‘The Restriction of National Sovereignty: Basics for Law School’ (Series Scholarly Articles, Volume 2)—2019 Apple Books Edition—is a scholarly contribution to the idea of European Integration and the long-term efforts to build an International World Government.
Many today seem to have forgotten that the original idea for building a united Europe was to establish an international political system suited to purport peace, stability and growth for all nation states, regardless of their military might, or their economic and political power.
This study first discusses the restriction of national sovereignty in the area of commercial relations between foreign states and private trading companies. Here, since the second half of the 19th century, a clear trend to restrict foreign sovereign immunity was to be seen and has profoundly changed international law. In cases that involve foreign sovereign immunity, now the Restrictive Immunity Doctrine reigns which distinguishes between commercial and governmental acts carried out by foreign governments. In all matters commercial, foreign states do not enjoy immunity from jurisdiction.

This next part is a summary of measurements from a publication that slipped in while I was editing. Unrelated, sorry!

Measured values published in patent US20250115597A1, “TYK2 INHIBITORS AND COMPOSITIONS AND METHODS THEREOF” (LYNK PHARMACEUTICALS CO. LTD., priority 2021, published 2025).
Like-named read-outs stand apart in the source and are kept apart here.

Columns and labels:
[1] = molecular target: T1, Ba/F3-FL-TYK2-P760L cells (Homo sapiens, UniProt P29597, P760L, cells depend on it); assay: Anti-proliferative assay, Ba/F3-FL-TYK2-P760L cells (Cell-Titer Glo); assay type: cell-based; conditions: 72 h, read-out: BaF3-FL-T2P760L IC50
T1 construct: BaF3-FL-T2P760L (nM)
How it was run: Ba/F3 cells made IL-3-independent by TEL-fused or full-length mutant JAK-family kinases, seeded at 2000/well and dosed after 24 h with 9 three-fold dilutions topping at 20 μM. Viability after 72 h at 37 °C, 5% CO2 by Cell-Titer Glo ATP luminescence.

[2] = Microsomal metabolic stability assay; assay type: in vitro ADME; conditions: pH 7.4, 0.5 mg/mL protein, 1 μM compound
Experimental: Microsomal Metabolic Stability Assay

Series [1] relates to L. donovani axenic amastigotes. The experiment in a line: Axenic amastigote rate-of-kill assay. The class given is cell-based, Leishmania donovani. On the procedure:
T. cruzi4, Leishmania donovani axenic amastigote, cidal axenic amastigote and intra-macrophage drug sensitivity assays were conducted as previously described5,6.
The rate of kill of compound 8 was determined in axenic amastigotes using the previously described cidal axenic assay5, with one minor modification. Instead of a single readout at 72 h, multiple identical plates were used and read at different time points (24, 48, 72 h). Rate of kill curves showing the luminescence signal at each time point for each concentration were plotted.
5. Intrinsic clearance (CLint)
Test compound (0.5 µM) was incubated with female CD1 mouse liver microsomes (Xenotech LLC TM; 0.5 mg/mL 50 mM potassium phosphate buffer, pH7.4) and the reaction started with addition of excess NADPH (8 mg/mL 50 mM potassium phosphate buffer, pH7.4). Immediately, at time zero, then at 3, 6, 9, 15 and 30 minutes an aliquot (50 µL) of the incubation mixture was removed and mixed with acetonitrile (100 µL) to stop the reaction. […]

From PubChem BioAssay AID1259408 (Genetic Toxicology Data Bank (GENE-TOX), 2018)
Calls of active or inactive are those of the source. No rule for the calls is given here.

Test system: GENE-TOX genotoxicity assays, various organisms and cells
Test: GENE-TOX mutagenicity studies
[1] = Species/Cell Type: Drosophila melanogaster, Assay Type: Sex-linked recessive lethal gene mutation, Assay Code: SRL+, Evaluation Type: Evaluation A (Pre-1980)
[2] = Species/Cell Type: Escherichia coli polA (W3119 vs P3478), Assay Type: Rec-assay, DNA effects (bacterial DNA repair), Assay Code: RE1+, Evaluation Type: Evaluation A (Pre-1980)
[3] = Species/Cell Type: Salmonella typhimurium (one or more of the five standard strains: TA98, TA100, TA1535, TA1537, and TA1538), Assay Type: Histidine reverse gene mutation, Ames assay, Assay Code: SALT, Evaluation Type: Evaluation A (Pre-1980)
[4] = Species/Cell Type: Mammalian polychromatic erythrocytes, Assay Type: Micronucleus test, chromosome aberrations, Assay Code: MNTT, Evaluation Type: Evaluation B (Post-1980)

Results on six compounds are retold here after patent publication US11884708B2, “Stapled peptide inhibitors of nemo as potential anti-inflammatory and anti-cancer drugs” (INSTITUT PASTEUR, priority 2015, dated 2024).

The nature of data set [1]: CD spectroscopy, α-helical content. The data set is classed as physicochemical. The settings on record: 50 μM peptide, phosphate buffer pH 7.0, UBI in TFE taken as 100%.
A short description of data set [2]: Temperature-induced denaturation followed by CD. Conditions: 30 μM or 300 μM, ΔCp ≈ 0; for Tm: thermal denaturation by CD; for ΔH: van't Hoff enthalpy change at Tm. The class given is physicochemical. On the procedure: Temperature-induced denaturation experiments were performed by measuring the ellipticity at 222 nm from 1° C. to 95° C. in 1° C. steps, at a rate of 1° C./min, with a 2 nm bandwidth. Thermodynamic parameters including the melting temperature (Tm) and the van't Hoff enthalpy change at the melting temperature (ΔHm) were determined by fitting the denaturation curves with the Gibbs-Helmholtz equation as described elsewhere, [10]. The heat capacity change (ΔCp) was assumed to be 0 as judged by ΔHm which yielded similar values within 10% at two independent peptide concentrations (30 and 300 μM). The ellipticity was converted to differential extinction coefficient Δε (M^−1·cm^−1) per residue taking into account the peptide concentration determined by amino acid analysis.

The projects discussed in Chapter 4 of the study were targeting at bringing about a new era of peace through the restriction of national sovereignty. The people who drafted these projects were no lesser than the greatest philosophers of Europe, among them Abbé de Saint-Pierre, Jean-Jacques Rousseau, Immanuel Kant, Saint-Simon, and Count Coudenhove-Kalergi.
The study shows that world peace is conditioned upon the restriction of national sovereignty, one of the most dangerous concepts of international law. It is an idea that goes back to the Renaissance and was drafted mainly under the pulpit of Jean Bodin and Niccoló Machiavelli. No other concept in international relations has cost the lives of so many victims of war, wherever in the world. Besides, this doctrine is an alien element in today’s international network culture and at a time where the relationship ruler-vassal has become one of government-citizen.
When nations understand that in a networked international community, any war means auto-destruction by implication, the need for the restriction of sovereignty through the establishment of a supranational authority or world government becomes obvious.
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